Earlier this year, I started working on a makeover in my best friend, Parisa’s, daughter’s room. Her name is Darya – she’s about to be 10 and was ready for a fresh look in her room. We kicked things off with some board & batten and the most beautiful wallpaper. We’re getting ready to finish up a few projects in there and call her room done, but first there’s been a lingering project on my to-do list ever since we did these first couple of projects.
Remember how I found this behind the door in Darya’s room?
My heart literally ached to paint over all of those sweet markings and memories. I couldn’t just sit back and watch all that get painted away, so before I started painting I took a minute to jot down all of the measurements.
I’ve been meaning to put together a wooden growth chart for them for months now, but it kept getting pushed back. But, her younger daughter Dylan’s birthday was last week and I was determined to get the growth chart done in time for her to be measured on her birthday!
I love having a wooden growth chart like this over just marking things on the wall – we’ve had our growth chart since our first house! It’s been hung in a place of honor in every house we’ve lived in, and I would have been heartbroken if we’d had to leave behind markings on a wall or door frame in our first house.
This is a project I’ve already covered in detail here on the blog (see the original tutorial here!), but it’s been a while so I figured it was worth a little update.
But first? Here’s how it looks hanging in Parisa’s play room:
So much better than a few pencil markings hiding behind a door, no?!
how to make a diy wooden growth chart
- (1) 12×6 board (I just used pine, you could use something nicer if you’d like!)
- Power sander
- White paint
- Tape measure
- Picture hanger
step one: sand + stain your board
No matter what kind of wood you’re using, the first step is to thoroughly sand it. Your babies will be leaning up against it and touching it all the time, so you want to make sure it’s smooth and splinter-free. I started with 120-grit, then 220-grit, and finished with 400-grit for a really smooth finish.
After sanding, remove any sawdust with a lint-free cloth, and you’re ready to stain. Last time I did this, I did a chevron pattern on my board, but Parisa wanted something really simple and straightforward, so I just did a simple stain. I started with one coat of XXX and added a light coat of Dark Walnut on top.
If you feel overwhelmed by staining and you’re not sure where to start, just click here for my full tutorial on how to stain wood.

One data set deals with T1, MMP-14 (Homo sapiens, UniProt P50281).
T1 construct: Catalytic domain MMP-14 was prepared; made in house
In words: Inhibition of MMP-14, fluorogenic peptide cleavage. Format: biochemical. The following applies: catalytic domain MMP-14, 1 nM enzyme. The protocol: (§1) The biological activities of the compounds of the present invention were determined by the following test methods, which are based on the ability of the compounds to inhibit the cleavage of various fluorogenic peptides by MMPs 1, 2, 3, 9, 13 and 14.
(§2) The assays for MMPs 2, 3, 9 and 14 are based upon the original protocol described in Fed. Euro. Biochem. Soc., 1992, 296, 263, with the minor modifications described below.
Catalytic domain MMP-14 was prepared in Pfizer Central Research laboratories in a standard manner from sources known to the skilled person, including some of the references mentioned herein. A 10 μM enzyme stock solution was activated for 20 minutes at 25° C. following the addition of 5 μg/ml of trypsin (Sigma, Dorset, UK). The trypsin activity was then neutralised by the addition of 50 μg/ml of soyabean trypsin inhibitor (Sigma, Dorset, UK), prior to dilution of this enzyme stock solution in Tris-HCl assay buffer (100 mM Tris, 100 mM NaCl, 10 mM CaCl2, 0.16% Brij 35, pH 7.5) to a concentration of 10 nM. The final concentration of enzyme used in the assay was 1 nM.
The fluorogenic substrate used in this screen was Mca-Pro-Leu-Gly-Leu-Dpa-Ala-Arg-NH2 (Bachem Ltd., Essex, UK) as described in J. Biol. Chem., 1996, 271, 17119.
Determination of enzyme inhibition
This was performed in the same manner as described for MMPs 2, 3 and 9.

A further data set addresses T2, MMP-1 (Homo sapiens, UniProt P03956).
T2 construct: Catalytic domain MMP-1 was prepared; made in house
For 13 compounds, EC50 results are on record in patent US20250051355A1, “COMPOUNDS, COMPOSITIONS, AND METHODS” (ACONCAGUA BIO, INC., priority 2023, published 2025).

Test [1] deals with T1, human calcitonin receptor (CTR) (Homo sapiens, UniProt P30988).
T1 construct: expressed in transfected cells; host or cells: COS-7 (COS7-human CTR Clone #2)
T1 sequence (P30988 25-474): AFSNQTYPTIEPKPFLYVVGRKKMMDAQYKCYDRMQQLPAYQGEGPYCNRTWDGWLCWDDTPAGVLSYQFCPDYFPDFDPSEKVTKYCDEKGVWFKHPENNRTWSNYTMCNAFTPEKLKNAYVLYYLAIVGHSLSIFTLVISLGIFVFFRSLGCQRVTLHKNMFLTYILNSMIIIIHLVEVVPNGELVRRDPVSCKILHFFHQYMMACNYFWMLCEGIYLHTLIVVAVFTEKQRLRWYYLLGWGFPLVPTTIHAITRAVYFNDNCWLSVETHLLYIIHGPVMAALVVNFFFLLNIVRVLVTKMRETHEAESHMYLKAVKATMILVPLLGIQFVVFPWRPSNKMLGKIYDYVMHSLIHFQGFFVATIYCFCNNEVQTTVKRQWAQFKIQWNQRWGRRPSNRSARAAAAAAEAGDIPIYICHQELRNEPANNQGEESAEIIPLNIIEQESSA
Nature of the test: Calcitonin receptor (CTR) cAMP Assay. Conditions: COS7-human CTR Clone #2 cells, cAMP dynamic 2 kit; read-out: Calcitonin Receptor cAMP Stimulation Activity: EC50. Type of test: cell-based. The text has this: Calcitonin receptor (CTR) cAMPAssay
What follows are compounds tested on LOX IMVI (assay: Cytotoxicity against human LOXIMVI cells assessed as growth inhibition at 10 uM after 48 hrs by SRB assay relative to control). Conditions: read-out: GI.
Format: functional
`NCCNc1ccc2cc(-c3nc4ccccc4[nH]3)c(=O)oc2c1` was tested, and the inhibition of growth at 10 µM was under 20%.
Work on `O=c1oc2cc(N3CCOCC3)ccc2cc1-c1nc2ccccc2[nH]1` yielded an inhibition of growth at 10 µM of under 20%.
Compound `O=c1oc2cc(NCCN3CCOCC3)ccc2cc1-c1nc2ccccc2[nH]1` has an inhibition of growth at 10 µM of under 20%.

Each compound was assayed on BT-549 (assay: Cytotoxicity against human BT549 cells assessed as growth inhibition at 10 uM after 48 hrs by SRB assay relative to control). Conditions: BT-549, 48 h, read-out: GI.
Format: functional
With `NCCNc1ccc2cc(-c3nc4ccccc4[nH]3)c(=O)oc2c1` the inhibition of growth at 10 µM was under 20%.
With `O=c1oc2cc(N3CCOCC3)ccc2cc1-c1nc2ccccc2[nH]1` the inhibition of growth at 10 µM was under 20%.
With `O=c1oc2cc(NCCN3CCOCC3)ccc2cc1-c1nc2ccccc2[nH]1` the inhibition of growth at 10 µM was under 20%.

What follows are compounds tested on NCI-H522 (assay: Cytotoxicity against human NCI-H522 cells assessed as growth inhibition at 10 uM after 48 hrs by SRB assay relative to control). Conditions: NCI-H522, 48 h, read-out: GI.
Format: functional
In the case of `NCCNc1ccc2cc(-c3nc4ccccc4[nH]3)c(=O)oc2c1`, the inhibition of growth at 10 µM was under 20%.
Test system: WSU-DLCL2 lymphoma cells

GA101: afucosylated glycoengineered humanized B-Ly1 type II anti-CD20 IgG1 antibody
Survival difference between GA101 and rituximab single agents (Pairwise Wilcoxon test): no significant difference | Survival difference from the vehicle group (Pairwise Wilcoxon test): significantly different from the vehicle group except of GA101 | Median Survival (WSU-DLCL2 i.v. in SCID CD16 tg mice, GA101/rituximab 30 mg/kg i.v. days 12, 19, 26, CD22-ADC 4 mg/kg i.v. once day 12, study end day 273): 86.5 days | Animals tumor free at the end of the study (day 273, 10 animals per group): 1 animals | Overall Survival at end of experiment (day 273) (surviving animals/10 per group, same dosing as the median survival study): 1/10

step two: Paint markings
I like to do my growth charts kind of in the style of a ruler. It makes it easier to measure the kids and it’s really easy to make, too!
I do this part (and painting the numbers) by hand. If you’d prefer to use vinyl, that’s totally an option as well.
When you’re making your ruler markings, one important thing to keep in mind is how high off the ground you plan to hang your growth chart. That will affect where your first foot marking goes! I hang mine 7″ off the ground every time. So, my 1′ marking is 5″ from the bottom of the board. Everything after that is normal.
Here are the markings I made on the growth chart:
- 3-inch long lines to mark each foot.
- 2-inch long lines to make the 6″ marks
- 1.5-inch long lines to mark 3″ and 9″
- And 1″ marks every inch after that
When you’re done, it will look a little something like this:
Step Three: Paint Numbers
Once the markings for the inches are on and dried, it’s time to paint the numbers.
I like to paint these by hand, but you could use a stencil, or you could use vinyl. Here’s my method for painting the numbers:
- Print out the numbers in a font you like (I used Cambria), and make sure they’re large enough to cover a fair amount of space on your board. I sized them so that they’re each 6.5″ tall.
- Use a pencil to shade in the back of each paper, in an outline around the number. Do a pretty heavy coating of lead here!
- Flip the paper over, place it where you want to paint the number, and use a pencil or other pointed object (I used a nail setter) to trace the number, pressing hard as you work.
When you lift the paper, there should be a faint outline of the pencil mark for you to use while you’re painting!
Click here for another transfer method I really like, if you find this one isn’t working for you.
After getting the pencil outline in place, I just used some small artist’s brushes and white paint to paint all of the letters. It’ll require two coats – the first one is just to get the outline in place, and the second one will add some good coverage and make it look nicer! If you want to minimize brush strokes, I recommend a light sanding in-between coats!
Optional: You can add a coat of Polyurethane once everything dries to seal it and help protect it when it’s hanging!
Step four: hang it up!
Once it’s all dry, you can add a picture hanger of some sort to the back of it and hang it on the wall! Remember to measure 7″ (or whatever you decided) up from the ground for the bottom of the growth chart, or else your measurements will all be off!
I used this picture hanger on this growth chart. And, of course, before I hung it up, I took a minute to add on all of the measurements that we erased from Darya’s walls!
It turned out really cute, and I’m so glad I could help them preserve these really precious memories. Now, if they ever leave this house, they can bring it with them and not lose a thing!
Other projects you might love
- DIY board & batten wall
- How to build a blanket ladder
- Adding a rainbow stripe to the camper
- DIY globe art